Reason Your Property Listing Might Not Be Selling

Why Won’t My Property Listing Sell?

Real Estate Listing Not Selling

The current inventory of homes throughout the Sacramento – San Juaquin Valley is at the lowest level in nearly a decade while the number of reported sales each week continues at a pace of a normal market.  Buyers are often competing against each other for the few homes within their price range, causing a spike in home prices as demand exceeds the supply.  So, why won’t your listing sell?

It is without a doubt a sellers’ market, but that does not necessarily mean that every home on the market sells quickly. In fact, you may be one of the unfortunate sellers that has been on the market for 30 or 60 days with no offer in hand.  As a real estate broker, I often sit in counsel with both clients and other real estate agents lamenting over long listing periods and lack of offers.  Recently, a home seller was relating his displeasure with the lack of an offer on his home even though it had over 100 showings in the 8 months the home had been listed.  After reviewing the listing material, it was clear the listing agent had done his job and done it well.  The photographs of the home were outstanding, the description was inviting, and the home was mass marketed on all the major websites.  The problem, however, was obvious; the house was overpriced by $10,000.  When I explained this to the seller, he shared that his agent has been begging him to lower the price, but the seller wanted to hold firm to his listed price.  In spite of the advice from both the listing agent and myself to lower the price, the seller searched for other reasons to blame the lack of a sale on the agent.  Less than two weeks later, the seller called me to share the good news.  He accepted an offer on his home!  The seller excitedly explained that he fired his old agent, hired a new agent, and after only 5 days on the market, he had an offer in hand. 

Why the sudden movement on this house?  I was quite shocked to see that the new agent literally used the same photos and posted an inferior description of the home. So, what did this new super-agent do differently?  He lowered the price by $10,000. 

This story is not unique. In fact, this identical scenario has been brought to my attention several times this week alone. As difficult as it can be to hear for home sellers, the number one reason why their home is not selling is price.  While it may be easy to blame the listing agent, a home that has been even remotely marketed properly will sell very fast in this market.  Conversely, any home that is overpriced, no matter how great the marketing, will sit on the market.  The reason for this is relatively simple.  Buyers quickly become an expert in their price range.  Buyers, especially in a seller’s market, often look at dozens of homes and may have even been outbid on several properties.  These buyers know the market and are rarely ever willing to overpay for a home.   Savvy buyers will often identify an overpriced home and take a “wait and see” approach, waiting out the seller and watching for price reduction.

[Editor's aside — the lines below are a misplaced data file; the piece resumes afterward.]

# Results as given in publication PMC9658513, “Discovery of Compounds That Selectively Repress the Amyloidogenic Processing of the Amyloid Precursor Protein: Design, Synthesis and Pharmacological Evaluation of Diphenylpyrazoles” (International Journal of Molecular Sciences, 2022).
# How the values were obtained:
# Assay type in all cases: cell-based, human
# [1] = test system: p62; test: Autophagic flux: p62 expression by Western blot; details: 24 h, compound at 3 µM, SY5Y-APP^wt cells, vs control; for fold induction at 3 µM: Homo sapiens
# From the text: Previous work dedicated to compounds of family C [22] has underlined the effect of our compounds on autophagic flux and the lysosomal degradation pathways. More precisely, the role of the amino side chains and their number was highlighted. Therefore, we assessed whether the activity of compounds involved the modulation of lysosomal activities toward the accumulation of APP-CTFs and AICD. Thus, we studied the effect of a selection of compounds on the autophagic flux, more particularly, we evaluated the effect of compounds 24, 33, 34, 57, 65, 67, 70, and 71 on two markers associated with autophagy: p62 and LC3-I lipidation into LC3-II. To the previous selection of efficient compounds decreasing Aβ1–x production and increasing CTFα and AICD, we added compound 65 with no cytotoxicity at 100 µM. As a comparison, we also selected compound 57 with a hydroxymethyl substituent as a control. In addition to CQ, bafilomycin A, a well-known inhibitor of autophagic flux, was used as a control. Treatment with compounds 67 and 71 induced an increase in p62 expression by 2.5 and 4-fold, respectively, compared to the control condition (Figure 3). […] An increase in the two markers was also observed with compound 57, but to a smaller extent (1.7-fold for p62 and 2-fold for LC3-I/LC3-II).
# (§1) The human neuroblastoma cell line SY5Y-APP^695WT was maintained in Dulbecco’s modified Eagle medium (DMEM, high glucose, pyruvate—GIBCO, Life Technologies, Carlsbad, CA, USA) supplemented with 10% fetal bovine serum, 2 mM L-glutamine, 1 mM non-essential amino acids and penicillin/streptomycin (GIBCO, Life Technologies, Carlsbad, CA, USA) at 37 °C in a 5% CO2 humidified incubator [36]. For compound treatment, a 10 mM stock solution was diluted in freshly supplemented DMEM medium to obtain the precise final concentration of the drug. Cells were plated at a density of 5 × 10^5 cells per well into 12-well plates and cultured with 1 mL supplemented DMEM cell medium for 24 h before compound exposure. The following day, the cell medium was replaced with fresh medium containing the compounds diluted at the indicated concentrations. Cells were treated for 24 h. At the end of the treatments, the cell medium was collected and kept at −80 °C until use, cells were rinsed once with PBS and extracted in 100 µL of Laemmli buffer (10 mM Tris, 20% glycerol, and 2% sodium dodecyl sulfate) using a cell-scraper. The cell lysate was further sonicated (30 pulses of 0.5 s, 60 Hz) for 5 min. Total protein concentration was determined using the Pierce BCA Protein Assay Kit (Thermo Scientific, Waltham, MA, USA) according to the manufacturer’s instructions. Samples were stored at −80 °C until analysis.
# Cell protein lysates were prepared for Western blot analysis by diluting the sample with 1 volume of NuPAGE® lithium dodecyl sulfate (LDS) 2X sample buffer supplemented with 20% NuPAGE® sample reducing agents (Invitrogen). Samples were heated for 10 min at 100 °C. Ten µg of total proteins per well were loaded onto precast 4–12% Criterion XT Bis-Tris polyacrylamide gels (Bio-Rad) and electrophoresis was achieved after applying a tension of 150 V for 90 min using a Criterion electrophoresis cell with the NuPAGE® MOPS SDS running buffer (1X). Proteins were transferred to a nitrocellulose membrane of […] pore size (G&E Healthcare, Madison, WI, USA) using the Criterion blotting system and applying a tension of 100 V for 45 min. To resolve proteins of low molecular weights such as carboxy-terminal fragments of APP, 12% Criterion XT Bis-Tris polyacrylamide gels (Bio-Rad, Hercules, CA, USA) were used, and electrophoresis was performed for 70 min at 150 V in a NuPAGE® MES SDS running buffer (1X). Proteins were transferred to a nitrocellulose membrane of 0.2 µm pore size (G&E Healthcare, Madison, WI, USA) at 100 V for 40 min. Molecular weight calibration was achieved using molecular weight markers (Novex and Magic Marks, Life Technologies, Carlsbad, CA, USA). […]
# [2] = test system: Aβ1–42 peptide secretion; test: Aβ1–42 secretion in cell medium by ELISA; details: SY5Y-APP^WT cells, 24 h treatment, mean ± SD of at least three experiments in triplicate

While some may argue better marketing or agent “networking” is to blame for a lack of  offers, I could easily cite dozens, if not hundreds of examples of poorly marketed homes that sold in less than a week simply because the price was correct.  Remember, in a seller’s market, buyers are scouring the internet daily in search of a home.

Obviously, as a seller you want to maximize the return on your investment, which means setting a listing price as high as possible.  As a real estate agent, I share your goal of selling the house for the highest possible amount.  There are certain tasks that must happen to get top dollar.  These tasks include making sure the house is show ready.  The home should be decluttered, clean, and pleasant smelling.  Unruly pets, and dirty litter boxes are one of the biggest turn-offs for buyers.  Newly listed homes get special attention, so it is critical to hit the market on day one with professional quality photographs of the house. Follow up is important.  A good real estate agent will follow up with potential buyers after every showing because you want their feedback.  Sometimes minor items can be easily fixed to achieve a sale. Be cautious about listing high to leave room for negotiating.  Some sellers think a good strategy is to list higher than what they want to sell for.  This leads to an overpriced listing that will sit on the market, eventually leading buyers to embrace the “wait and see” mentality instead of acting now.   

My advice is to hire a real estate agent that has a proven track record of sales and high customer reviews on trusted sites like Zillow or RatedAgent.com.  Stay away from any agent that promises to sell your house for more than any other agent – we call this “buying the listing” in the business.  Keep in mind that marketing the house is probably the easiest job your real estate agent will have, a good agent will spend a great deal of time and energy counseling you on the strengths and weaknesses of the offer, negotiating repairs and credits, and helping you complete disclosures.  If you did your homework upfront and picked a trustworthy agent, listen to their advice.  This is what you hired them for.

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